“For the last 20 years my husband has endeavoured to pursue the goals that Mr. Mackler believed in as a journalist," she said. "Like Peter, my husband was never too busy to encourage those who wanted to learn to write and has helped many in journalism. Today my husband is continuing to teach me courage and grace in difficult times. For him no matter what the circumstances are; there is no excuse for unkindness. No matter what circumstance fellow human beings must be treated with dignity."

Marcus Brauchli, a friend to Peter Mackler and the executive editor of The Washington Post, was the keynote speaker at the ceremony and gave credit to reporters who face everyday challenges in developing nations or in countries which do not value freedom of speech.

“Doing such good journalism as the Peter Mackler Award encourages takes courage,” said Brauchli.

J. S. Tissainayagam's is a Tamil reporter and editor cited by President Barack Obama as an “emblematic example” of the struggle for press access and freedom worldwide. He was arrested on March 7, 2008 by the Terrorism Investigation Division (TID) of the Sri Lanka police and has been sentenced to 20 years in jail for inciting “communal disharmony”. He is the first journalist in his country to be convicted under terrorism laws.

You can view a video of the ceremony here.

Pictured (from left to right): Clothilde Le Coz of Reporters Without Borders, Lauren Mackler, daughter of Peter Mackler, Catherine Antoine, wife of Peter Mackler, Ronnate Tissainayagam, wife of J. S. Tissainayagam, and Camille Mackler, daughter of Peter Mackler

Photo Credit: Adrian Winter/PMA, Parameswaran Ponnudurai/AFP

Sunday, October 4, 2009

Statement by Condoleeza Rice on the Peter Mackler Award

I am delighted to hear that you are honoring Peter's legacy by recognizing courageous and ethical journalists with the Peter Mackler Award.  Throughout his distinguished thirty-three year career in journalism, Peter was a champion of the freedom of the press who fought tirelessly to defend the rights of reporters to publish stories without fear of retribution.

I always welcomed the chance to speak with him when he was a correspondent for Agence France-Presse.  As an educator myself, I was especially inspired by his work to establish the Global Media Forum to train journalists in developing countries so that they too could contribute to an informed citizenry that is at the center of a vibrant democracy.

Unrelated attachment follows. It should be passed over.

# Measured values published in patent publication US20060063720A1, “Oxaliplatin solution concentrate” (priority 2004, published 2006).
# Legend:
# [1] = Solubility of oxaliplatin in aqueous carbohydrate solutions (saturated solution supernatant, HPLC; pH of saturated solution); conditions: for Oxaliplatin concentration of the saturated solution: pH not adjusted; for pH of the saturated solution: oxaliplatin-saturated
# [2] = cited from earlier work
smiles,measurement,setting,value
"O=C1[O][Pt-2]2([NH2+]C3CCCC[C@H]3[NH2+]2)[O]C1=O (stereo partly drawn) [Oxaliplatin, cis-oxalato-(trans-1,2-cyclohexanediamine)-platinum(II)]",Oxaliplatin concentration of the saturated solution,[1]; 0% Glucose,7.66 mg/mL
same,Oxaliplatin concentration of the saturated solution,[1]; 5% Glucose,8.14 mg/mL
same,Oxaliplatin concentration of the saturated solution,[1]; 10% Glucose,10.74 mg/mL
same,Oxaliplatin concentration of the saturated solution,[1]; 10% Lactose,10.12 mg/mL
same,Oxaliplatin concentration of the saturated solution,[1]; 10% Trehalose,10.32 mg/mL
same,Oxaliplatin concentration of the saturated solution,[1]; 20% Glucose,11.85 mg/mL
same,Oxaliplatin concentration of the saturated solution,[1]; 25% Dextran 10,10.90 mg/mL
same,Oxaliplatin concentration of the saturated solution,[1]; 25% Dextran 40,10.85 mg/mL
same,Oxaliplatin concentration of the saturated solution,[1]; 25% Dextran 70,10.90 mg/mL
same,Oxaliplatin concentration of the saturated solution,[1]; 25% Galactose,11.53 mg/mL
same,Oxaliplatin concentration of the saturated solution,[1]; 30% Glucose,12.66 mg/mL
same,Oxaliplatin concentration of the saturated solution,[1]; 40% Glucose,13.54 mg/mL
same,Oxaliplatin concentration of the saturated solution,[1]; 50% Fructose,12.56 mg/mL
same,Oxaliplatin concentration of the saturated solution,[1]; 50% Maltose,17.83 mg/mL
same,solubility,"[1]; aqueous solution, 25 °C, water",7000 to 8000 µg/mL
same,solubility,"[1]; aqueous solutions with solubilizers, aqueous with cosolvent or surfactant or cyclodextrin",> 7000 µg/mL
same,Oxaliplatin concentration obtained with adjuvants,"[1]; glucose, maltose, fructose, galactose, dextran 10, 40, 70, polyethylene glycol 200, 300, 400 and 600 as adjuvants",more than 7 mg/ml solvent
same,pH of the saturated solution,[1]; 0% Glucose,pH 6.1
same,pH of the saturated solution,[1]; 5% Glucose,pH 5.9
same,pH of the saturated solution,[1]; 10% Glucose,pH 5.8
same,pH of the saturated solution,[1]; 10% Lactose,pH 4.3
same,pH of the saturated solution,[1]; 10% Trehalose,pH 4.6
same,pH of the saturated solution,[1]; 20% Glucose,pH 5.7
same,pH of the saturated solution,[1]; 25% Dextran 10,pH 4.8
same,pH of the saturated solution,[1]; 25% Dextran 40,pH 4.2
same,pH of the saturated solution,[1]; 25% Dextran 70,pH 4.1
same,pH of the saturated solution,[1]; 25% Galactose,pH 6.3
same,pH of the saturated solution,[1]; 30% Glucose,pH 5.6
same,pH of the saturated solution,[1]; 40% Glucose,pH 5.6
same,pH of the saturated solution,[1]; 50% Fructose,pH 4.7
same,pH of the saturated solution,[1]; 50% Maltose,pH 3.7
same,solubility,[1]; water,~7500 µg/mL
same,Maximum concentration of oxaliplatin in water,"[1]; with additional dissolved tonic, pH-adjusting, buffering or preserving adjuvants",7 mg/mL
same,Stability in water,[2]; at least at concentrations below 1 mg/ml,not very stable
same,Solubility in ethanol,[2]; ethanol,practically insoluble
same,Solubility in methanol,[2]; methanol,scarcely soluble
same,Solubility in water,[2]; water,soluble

I can think of no better way to honor the work of such a passionate journalist - and dedicated husband and father - than through the Peter Mackler Awards.  Although I regret not being able to join you at the awards ceremony, I am delighted to join you in celebrating the legacy of Peter Mackler.

Thursday, October 1, 2009

Tunisian Opposition Leader Beaten by Cops

Hamma Hammami, the former editor of the banned newspaper Alternatives and spokesman for the illegal Communist Party of Tunisian Workers (PCOT), was badly beaten by police yesterday after criticizing the country's government in an interview for Al Jazeera, according to Reporters Without Borders.

Hammami was returning to Tunis from Paris, where he had given the interview - in which he criticized Tunisia's electoral system, human rights abuses, censorship of the press - on September 25th.

Hammami’s wife, Radhia Nasraoui, a lawyer and human rights activist, told Reporters Without Borders that she had taken a taxi to meet her husband at the Tunis airport, because her car's tires had been slashed. “I saw Hamma arrive, his mouth covered with blood, his glasses broken, bruises on his face, surrounded by about 20 policemen who were continuing to hit him," she said, "A policeman came up to me, snatched my mobile phone and threw it away with great force.” Nasraoui added that after returning home they learned that the Tunisian authorities had told France 24 - a 24-hour French news syndicate - that Hammami had arrived back in Tunis without any problem.

“We no longer have the right to express our views in Tunisia,” she said.

According to the BBC, "Human rights activists in Tunisia and abroad accuse the government of widespread abuses, including the torture and harassment of dissidents," and of "using the courts to silence political opponents."

In 1999, Mr. Hammami was handed a nine-year prison sentence for belonging to an illegal organization (PCOT), in what he called an unfair trail. He went into hiding with two colleagues for four years, eventually coming forward in February 2002. Before his court appearance he told reporters that he and his colleagues were not extremists or outlaws, but had "refused to submit to dictatorship... and repressive laws." He said that even if imprisoned "we will continue the struggle from the darkest corners of our cells." His nine-year sentence was confirmed, but he was released in September 2002.